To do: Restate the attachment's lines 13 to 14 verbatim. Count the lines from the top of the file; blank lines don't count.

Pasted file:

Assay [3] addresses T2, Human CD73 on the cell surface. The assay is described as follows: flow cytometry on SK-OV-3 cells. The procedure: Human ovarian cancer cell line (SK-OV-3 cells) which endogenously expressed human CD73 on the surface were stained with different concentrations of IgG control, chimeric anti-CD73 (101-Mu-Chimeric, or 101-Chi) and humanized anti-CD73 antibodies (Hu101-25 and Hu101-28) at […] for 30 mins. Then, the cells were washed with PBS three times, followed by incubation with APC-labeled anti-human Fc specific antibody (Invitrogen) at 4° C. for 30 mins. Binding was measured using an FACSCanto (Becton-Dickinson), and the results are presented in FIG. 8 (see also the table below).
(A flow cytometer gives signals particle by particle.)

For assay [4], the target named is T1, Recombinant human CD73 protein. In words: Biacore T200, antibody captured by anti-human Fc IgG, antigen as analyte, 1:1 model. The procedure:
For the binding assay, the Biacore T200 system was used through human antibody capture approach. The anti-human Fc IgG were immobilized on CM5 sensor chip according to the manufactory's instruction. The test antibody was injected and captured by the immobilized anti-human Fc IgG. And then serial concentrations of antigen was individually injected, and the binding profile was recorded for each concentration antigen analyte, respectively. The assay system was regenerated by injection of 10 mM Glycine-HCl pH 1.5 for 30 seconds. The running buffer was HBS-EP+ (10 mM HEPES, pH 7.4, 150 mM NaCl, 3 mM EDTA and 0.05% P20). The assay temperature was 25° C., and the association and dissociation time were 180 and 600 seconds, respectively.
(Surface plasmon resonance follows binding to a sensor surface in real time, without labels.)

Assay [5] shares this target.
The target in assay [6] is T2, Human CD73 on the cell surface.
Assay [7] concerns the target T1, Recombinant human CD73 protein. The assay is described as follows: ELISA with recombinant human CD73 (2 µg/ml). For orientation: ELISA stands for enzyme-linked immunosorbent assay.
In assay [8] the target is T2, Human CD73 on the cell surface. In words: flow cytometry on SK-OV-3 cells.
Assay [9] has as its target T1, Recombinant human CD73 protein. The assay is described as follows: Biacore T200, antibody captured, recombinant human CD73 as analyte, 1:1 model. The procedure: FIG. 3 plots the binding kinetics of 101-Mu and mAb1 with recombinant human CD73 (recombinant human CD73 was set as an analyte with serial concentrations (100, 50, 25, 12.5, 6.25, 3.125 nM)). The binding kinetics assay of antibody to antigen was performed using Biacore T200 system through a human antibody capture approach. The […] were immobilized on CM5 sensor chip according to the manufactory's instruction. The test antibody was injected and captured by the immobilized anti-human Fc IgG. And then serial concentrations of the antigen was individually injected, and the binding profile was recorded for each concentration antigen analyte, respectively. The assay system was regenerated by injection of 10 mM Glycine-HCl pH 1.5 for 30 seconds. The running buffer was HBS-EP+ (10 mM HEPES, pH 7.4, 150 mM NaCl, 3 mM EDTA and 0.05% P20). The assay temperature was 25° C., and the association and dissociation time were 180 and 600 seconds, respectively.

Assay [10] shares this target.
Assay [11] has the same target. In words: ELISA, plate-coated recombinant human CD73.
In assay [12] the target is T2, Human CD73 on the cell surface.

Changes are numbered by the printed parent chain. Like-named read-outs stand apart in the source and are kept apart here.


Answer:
In assay [12] the target is T2, Human CD73 on the cell surface.

Changes are numbered by the printed parent chain. Like-named read-outs stand apart in the source and are kept apart here.